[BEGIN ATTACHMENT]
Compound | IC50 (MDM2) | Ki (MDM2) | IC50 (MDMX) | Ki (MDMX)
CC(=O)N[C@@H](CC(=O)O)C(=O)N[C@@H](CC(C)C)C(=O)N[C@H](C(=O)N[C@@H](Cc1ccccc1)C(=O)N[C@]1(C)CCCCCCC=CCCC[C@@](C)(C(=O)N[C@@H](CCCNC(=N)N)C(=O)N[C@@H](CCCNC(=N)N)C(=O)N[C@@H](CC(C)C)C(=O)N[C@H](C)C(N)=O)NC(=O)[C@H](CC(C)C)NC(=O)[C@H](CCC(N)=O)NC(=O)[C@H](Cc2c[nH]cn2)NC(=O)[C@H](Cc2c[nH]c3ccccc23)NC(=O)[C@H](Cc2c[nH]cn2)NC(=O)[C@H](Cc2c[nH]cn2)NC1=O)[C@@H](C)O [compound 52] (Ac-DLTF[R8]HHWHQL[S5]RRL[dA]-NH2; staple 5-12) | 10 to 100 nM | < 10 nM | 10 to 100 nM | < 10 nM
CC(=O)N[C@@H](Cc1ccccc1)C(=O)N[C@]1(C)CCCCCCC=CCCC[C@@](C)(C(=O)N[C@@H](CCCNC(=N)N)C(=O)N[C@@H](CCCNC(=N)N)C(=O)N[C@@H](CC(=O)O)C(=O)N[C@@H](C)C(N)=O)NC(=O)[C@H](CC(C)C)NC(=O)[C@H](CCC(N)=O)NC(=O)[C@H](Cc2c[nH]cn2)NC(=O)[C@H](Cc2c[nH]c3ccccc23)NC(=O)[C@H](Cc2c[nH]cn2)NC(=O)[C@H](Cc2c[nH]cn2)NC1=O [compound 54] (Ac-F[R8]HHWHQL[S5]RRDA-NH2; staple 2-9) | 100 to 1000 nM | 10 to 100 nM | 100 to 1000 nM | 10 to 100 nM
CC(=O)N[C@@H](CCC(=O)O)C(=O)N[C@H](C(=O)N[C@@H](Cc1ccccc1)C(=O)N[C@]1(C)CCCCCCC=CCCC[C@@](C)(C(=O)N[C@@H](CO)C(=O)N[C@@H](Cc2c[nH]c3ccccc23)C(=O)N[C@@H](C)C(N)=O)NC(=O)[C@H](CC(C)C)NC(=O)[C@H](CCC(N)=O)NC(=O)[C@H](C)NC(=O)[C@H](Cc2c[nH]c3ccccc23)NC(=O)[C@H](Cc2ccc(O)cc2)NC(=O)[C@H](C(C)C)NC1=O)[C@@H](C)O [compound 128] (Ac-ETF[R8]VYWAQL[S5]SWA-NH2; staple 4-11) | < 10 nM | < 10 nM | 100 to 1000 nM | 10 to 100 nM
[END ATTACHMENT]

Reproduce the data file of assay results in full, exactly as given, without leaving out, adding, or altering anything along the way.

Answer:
Compound | IC50 (MDM2) | Ki (MDM2) | IC50 (MDMX) | Ki (MDMX)
CC(=O)N[C@@H](CC(=O)O)C(=O)N[C@@H](CC(C)C)C(=O)N[C@H](C(=O)N[C@@H](Cc1ccccc1)C(=O)N[C@]1(C)CCCCCCC=CCCC[C@@](C)(C(=O)N[C@@H](CCCNC(=N)N)C(=O)N[C@@H](CCCNC(=N)N)C(=O)N[C@@H](CC(C)C)C(=O)N[C@H](C)C(N)=O)NC(=O)[C@H](CC(C)C)NC(=O)[C@H](CCC(N)=O)NC(=O)[C@H](Cc2c[nH]cn2)NC(=O)[C@H](Cc2c[nH]c3ccccc23)NC(=O)[C@H](Cc2c[nH]cn2)NC(=O)[C@H](Cc2c[nH]cn2)NC1=O)[C@@H](C)O [compound 52] (Ac-DLTF[R8]HHWHQL[S5]RRL[dA]-NH2; staple 5-12) | 10 to 100 nM | < 10 nM | 10 to 100 nM | < 10 nM
CC(=O)N[C@@H](Cc1ccccc1)C(=O)N[C@]1(C)CCCCCCC=CCCC[C@@](C)(C(=O)N[C@@H](CCCNC(=N)N)C(=O)N[C@@H](CCCNC(=N)N)C(=O)N[C@@H](CC(=O)O)C(=O)N[C@@H](C)C(N)=O)NC(=O)[C@H](CC(C)C)NC(=O)[C@H](CCC(N)=O)NC(=O)[C@H](Cc2c[nH]cn2)NC(=O)[C@H](Cc2c[nH]c3ccccc23)NC(=O)[C@H](Cc2c[nH]cn2)NC(=O)[C@H](Cc2c[nH]cn2)NC1=O [compound 54] (Ac-F[R8]HHWHQL[S5]RRDA-NH2; staple 2-9) | 100 to 1000 nM | 10 to 100 nM | 100 to 1000 nM | 10 to 100 nM
CC(=O)N[C@@H](CCC(=O)O)C(=O)N[C@H](C(=O)N[C@@H](Cc1ccccc1)C(=O)N[C@]1(C)CCCCCCC=CCCC[C@@](C)(C(=O)N[C@@H](CO)C(=O)N[C@@H](Cc2c[nH]c3ccccc23)C(=O)N[C@@H](C)C(N)=O)NC(=O)[C@H](CC(C)C)NC(=O)[C@H](CCC(N)=O)NC(=O)[C@H](C)NC(=O)[C@H](Cc2c[nH]c3ccccc23)NC(=O)[C@H](Cc2ccc(O)cc2)NC(=O)[C@H](C(C)C)NC1=O)[C@@H](C)O [compound 128] (Ac-ETF[R8]VYWAQL[S5]SWA-NH2; staple 4-11) | < 10 nM | < 10 nM | 100 to 1000 nM | 10 to 100 nM